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My knowledge base concerning elite fashion designer Gabrielle ‘Coco’ Chanel is pretty much reserved to a few name-drops on various reality shows like Next Top Model and Project Runway. Frankly I wasn’t really looking to remedy this problem, but was open to an opposing opinion. Coco Before Chanel fills in some of the early years of Chanel’s life, those before her international fame. After leaving the orphanage her single father dumped her at as a little girl, Gabrielle Chanel (Audrey Tautou ) finds herself working as a singer in a bar, where she also acts as a seamstress for the other performers. Here she and her orphanage sister meet Baron Balsan (Benoît Poelvoorde), who takes a shine to Chanel. After her sister is married into high society Chanel takes advantage of her wealthy acquaintance and invites herself into Balsan’s house, where she develops a reputation for designing hats. Eventually she meets English businessman Arthur Capel (Alessandro Nivola), who complicates her life with genuine love.

Coco Before Chanel
Coco Before Chanel is a very handsome film, if not a little bleak. Writer/director Anne Fontaine doesn’t have a lot of striking drama to work from, but she elegantly expresses Chanel’s vision through the visuals, even those not specifically pertaining to clothing. We know when Chanel is inspired, and we can clearly recognize that she stands apart from her surroundings. The film garnered technical awards and praise, and this is the sole reason for those not obsessed with the ins and outs of Coco Chanel’s personal life to bother with a viewing. The acting, for better or worse, falls into the technical category, meaning there isn’t a lot of heavy-handed emoting, which will make the effort a bit of a slog for some (me included at some points). I’m a big fan of Audrey Tautou, and prefer her having more fun with a character, so Chanel’s miserable nature didn’t do a lot to endear me to the performance. I find myself more drawn to Benoît Poelvoorde more flamboyant performance, though this could have everything to do with the fact that Man Bites Dog ( C'est arrivé près de chez vous) is a personal favourite. Alessandro Nivola’s performance, on the other hand, is so restrained if verges on sleepwalking.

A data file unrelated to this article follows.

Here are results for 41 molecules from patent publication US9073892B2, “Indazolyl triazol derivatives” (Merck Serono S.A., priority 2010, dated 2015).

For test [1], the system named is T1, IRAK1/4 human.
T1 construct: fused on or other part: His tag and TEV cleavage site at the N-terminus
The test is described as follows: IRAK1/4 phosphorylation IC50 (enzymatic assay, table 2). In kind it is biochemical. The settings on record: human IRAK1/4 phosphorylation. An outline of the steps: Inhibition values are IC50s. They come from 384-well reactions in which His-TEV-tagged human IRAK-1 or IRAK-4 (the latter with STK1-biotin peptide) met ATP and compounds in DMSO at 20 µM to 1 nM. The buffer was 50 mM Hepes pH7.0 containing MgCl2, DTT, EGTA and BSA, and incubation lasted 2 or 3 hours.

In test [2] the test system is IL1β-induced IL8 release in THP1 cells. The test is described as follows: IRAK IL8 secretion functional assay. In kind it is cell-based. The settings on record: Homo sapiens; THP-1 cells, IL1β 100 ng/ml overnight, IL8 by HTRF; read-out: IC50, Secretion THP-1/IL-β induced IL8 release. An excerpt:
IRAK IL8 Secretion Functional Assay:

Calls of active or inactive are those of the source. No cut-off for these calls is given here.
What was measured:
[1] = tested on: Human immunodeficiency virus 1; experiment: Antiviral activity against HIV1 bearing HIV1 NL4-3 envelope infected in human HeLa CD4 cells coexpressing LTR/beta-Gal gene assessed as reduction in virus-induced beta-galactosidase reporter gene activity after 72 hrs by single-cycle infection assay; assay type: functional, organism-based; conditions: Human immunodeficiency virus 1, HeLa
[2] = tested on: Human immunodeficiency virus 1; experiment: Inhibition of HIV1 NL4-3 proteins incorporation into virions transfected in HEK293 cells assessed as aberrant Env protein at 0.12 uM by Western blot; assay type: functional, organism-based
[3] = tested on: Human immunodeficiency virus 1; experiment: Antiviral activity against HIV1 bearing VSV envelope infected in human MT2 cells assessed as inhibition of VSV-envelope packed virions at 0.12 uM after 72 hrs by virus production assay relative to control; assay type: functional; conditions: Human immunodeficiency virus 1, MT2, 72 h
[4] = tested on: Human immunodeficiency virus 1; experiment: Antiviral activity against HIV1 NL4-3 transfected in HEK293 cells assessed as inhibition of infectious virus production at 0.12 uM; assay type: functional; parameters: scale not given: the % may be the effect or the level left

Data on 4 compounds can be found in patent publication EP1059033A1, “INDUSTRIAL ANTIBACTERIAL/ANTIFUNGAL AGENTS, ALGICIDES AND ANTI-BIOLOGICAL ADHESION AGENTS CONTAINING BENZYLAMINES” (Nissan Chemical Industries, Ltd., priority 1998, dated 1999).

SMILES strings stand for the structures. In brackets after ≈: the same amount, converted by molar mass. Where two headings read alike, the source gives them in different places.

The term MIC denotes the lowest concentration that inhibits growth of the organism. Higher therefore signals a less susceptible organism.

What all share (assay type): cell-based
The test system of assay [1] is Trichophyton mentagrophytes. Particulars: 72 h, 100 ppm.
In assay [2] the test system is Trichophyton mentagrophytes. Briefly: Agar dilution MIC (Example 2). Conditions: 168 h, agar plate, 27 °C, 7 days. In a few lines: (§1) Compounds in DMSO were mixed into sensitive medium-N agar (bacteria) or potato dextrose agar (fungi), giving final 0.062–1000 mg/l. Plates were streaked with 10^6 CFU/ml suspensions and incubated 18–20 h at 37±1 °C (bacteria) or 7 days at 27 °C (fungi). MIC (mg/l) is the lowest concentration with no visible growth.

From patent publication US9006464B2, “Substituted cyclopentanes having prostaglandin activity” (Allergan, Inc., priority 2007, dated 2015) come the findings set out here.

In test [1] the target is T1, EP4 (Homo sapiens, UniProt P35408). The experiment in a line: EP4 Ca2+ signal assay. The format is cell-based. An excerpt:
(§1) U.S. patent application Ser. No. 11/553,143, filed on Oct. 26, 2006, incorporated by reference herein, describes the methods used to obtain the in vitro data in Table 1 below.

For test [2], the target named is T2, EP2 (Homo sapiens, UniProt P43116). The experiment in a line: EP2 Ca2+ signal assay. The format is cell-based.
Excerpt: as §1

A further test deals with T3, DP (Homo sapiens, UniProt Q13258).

Trudging through almost two hours of movie without ever reaching those moments that really defined Chanel’s fame and infamy is arguable the film’s chief problem, as it creates a listless waiting game with no real end. Unfortunately, this ‘nothing really happens’ aspect is kind of the point of the film. It’s a ‘prequel’ of sorts. There are already several films about Chanel’s life, and apparently more on the horizon (perhaps Elizabeth: The Golden Age-like follow-ups to this film?), so Fontaine was only looking to fill in only the pre-fame stuff, which is ultimately the least interesting part of a fascinating life (so says the Wikipedia article at least, again, I didn’t really know anything about Chanel going into the film). It’s baffling how common this real life story is, as if everyone brought up an orphan into successful creative life has had stories told about them ad nauseum (rich aristocracy is insipid, hard work is paramount, etc.). Perhaps revealing too much about my personal taste in film (or lack thereof, in this case) Chanel’s early story reminds me of Jess Franco’s trashy/elegant sex dramas, though the PG-13 rating dictates that we cut away before the randy nature of the inelegant elite turns to smut.

Coco Before Chanel